For those who may have slept through the midseason trade activity in late July and early August, they may not have recognized the Cleveland Indians team that emerged on the other side.
Gone were veterans Michael Bourn, Brandon Moss, David Murphy, Marc Rzepczynski, and Nick Swisher. Some of the names to replace them were either unfamiliar to the casual baseball fan or were unproductive in their stints at the big league level.
As sometimes even the blind squirrel gets the nut, so too will an unexpected source occasionally contribute to a big win. That was the case on August 8th when the new look Indians hosted the Minnesota Twins.
Prior to the game, fans were treated to an unusual sight for a ball game. Smoke billowed into the Cleveland skyline from a fire downtown and was visible to those in attendance at Progressive Field. Fans did not know that the Twins would light their own dumpster fire over the next nine innings.
Trevor Bauer took the bump for the Tribe against Ervin Santana, possibly best known by Indians fans as the only player to throw a no-hitter in their jewel near the shores of Lake Erie. Santana had been hit around in his return from an 80-game suspension, while Bauer had had his ups and downs but was 8-8 entering the night’s festivities.
What followed for the Tribe was an offensive outburst to remember.
Jose Ramirez singled to start things off and moved to second on a sacrifice. Michael Brantley knocked him home with a single to right and the game was that quickly tied up. Brantley stole second and moved to third on a single by Carlos Santana and, after a pop out by Yan Gomes, scored on a single to right from Lonnie Chisenhall to give the Tribe a 2-1 lead.
Making his first appearance in a Tribe uniform, Abraham Almonte impressed his new home crowd with a leadoff double to deep right center to start the second and scored two batters later as Ramirez tripled him home. A sacrifice fly from Francisco Lindor moved Ramirez across the plate and the Indians lead improved to 4-1.
Bauer was the recipient of impressive run support already, but that tally doubled in the third. Gomes walked and moved to second on a fielder’s choice from Chisenhall. A single by Giovanny Urshela knocked him in. Almonte made it 2-for-2 in his young Indians career with another double, moving Urshela to third. A walk from nine-hitter Roberto Perez loaded the bases and Ramirez scored a pair with a double, his third consecutive hit and leaving him a homer short of a cycle with at least five more innings to play. Lindor, facing reliever J.R. Graham, hit his second straight sac fly and the Indians had an 8-1 lead.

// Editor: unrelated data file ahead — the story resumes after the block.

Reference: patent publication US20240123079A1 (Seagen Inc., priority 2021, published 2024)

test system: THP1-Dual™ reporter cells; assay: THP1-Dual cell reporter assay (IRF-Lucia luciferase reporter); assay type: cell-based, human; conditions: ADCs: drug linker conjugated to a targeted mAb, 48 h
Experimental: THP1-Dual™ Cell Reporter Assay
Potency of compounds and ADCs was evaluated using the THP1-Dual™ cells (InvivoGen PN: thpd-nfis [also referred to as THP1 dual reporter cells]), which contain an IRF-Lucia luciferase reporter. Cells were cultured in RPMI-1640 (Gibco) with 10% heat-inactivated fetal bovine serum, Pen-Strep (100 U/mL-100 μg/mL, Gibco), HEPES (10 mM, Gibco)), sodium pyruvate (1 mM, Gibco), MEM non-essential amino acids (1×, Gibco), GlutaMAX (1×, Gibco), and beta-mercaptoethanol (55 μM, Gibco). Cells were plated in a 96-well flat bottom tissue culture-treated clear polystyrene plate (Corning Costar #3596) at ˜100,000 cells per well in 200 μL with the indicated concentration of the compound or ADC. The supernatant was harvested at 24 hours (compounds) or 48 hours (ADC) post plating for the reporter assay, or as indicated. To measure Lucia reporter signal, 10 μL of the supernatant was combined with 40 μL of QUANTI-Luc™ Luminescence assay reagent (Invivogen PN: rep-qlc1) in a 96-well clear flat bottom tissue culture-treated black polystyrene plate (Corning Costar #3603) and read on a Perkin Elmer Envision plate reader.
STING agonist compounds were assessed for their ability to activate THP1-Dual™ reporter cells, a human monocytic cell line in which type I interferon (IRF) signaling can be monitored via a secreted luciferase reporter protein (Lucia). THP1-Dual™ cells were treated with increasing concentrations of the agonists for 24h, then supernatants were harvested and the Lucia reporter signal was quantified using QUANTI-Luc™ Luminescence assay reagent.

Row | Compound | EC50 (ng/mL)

The Indians starter would give two of those runs back in the next half inning, coughing up a two-out, two-run homer to catcher Kurt Suzuki. By the time rookie Eddie Rosario knocked in their final run with a solo homer in the sixth off of Bauer, the game was long since out of hand.
With Graham still on the mound in the bottom of the fifth, the Indians’ first two hitters were retired before Lindor ended the Twins’ reliever’s night with an infield single. Brantley and Santana both walked off of his replacement, Ryan O’Rourke, to load the bases for Gomes. After falling behind 1-2, he drew three straight balls to force in the ninth run of the night and pinch-hitter Jerry Sands made it a baker’s dozen three pitches later off of reliever Blaine Boyer, sending the club’s first grand slam of the season over the wall in right to make it 13-3.
“It was good to come off the bench and help the team,” said Sands after his big game. “The last week or so isn’t exactly what I’d like to do.”
Almonte, who singled in his fourth at bat of the game to give him three hits in his Indians debut, made it a four-hit night with a two-run homer in the eighth off of A.J. Achter. Later in the frame off of outfielder (and current Indians minor leaguer) Shane Robinson, in to stop the bleeding on the mound, Mike Aviles drew a bases loaded walk and Santana knocked in the 17th run of the day for the Tribe with a bases loaded groundout. Shawn Armstrong made his Major League debut in the ninth and struck out the first two men he faced and got a line out to end it.
Every Indians starter had a hit except Gomes, who scored twice and drove in a run with a pair of walks. Sands knocked in a game-high four runs with one swing. Ramirez ended with three hits, as did Brantley, as the top three hitters in the lineup combined to go 8-for-12 off of Twins pitching with six runs scored and six runs batted in.
Almonte was 4-for-5 with two doubles and a homer, two runs batted in, and three runs scored in his Tribe debut. It was the second career four-hit game for the third-year MLBer.
“I know one game doesn’t define somebody’s career, but at the same time, we’re looking for reasons to be excited about guys,” said manager Terry Francona postgame. “If you can’t get excited about that… .”
Outbursts like that one were few and far between for an Indians team that struggled to find consistency at the plate throughout the season. The game, just the second for the club after the trade of Bourn and Swisher, would prove to be a night that the fire lit underneath the young team got everyone up and playing at a level worthy of notice.
Photo: Jason Miller/Getty Images